On 13 March 2013, the Department of Health published the results from the Diet and Nutrition Survey of Infants and Young Children (DNSIYC) 2011.
Candy Perry, Healthcare Business Development Director of parent charity NCT said:
“In line with the Infant Feeding Survey, these results show that many women stopped breastfeeding after the first few weeks. We know that most women stop breastfeeding before they would have liked, indicating that they are still not getting all the help they need.
“Mothers who plan to breastfeed need access to skilled, non-judgemental, one-to-one support. This is why we run a helpline staffed by trained breastfeeding counsellors as well as feeding support services for local areas such as drop-ins, Baby Café and peer support training. We know that the majority of mothers attending our Baby Café drop-in centres breastfeed beyond eight weeks and that they can help to maximise breastfeeding rates.”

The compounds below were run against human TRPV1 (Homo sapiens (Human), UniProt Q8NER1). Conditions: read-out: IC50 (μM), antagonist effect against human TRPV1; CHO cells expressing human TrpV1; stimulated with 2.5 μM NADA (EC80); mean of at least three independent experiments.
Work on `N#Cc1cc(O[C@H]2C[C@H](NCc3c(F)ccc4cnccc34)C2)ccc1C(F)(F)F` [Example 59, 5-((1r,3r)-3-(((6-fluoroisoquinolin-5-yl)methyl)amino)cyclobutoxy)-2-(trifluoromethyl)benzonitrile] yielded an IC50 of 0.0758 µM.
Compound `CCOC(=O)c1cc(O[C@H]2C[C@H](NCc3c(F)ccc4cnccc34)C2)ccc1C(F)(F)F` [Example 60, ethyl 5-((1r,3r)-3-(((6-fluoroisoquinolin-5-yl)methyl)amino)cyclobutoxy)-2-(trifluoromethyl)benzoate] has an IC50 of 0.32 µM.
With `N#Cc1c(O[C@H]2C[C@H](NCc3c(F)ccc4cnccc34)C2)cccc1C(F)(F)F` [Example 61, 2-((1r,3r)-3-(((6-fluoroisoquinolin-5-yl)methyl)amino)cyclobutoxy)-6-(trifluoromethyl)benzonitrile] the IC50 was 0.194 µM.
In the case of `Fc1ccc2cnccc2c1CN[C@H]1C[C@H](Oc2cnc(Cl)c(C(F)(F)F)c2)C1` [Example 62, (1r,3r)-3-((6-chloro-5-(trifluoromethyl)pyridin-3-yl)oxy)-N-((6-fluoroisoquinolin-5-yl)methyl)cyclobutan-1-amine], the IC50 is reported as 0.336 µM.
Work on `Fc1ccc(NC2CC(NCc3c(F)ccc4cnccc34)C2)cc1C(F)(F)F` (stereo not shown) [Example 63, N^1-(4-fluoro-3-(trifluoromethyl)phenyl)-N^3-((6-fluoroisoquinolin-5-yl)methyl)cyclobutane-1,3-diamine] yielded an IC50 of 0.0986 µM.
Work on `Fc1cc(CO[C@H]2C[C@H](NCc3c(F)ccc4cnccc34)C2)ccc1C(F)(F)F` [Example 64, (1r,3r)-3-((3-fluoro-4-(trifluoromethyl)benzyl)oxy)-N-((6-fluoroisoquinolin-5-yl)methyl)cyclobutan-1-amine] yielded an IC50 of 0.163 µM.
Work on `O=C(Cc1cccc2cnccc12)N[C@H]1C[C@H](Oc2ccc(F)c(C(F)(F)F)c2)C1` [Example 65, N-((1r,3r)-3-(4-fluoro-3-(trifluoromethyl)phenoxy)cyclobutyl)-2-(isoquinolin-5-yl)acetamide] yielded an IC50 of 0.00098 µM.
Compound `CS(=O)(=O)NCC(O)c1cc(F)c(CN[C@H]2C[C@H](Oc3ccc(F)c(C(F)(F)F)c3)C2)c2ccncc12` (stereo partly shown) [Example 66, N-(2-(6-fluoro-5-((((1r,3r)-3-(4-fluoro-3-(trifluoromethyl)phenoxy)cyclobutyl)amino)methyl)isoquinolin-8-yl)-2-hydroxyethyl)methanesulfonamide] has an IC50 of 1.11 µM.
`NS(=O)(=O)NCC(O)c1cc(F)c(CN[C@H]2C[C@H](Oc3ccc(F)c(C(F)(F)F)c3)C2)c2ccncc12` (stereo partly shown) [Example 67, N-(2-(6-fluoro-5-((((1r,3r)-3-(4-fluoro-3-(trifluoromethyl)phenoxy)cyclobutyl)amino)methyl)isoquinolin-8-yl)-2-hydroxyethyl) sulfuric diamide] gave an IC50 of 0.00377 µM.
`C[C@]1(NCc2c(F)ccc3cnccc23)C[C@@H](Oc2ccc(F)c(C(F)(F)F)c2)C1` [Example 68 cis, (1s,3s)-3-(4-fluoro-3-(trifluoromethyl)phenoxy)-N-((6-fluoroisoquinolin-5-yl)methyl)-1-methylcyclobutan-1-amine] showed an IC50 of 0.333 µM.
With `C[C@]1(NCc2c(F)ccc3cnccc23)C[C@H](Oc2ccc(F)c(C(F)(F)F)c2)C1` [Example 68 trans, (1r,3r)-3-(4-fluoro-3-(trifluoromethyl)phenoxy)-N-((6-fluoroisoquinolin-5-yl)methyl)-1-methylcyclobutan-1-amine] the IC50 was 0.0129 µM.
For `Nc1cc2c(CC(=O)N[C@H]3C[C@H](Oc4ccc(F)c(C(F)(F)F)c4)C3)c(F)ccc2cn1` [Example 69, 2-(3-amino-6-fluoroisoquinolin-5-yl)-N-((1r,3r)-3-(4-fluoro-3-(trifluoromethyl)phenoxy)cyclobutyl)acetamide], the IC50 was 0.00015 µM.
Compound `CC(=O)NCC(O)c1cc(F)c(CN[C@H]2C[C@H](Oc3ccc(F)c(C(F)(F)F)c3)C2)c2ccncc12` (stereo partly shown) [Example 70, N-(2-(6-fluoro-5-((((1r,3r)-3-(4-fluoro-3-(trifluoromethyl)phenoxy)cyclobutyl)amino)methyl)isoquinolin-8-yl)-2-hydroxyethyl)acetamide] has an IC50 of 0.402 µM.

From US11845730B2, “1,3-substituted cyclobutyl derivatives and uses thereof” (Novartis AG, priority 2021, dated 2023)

Rosie Dodds, Senior Policy Adviser of parent charity NCT said:
“We welcome this survey which gives us useful data to help in providing relevant information for parents. For example the news that average salt intake in babies aged 12-18 months was higher than the recommended maximum despite most parents not adding salt to foods for babies, indicates that parents need to know which manufactured foods have too much salt to be suitable for toddlers.
“It’s disappointing to find that 32% of babies younger than six months were given follow-on milk, which is only suitable for babies older than this. The heavy advertising of follow-on milks is likely to be the main factor influencing parents. NCT believes this advertising should be stopped.
“It’s also useful to know the proportion of women who continue to breastfeed beyond 10 months; 15% of babies were breastfed at 10-11 months and 8% continued for longer than 12 months.”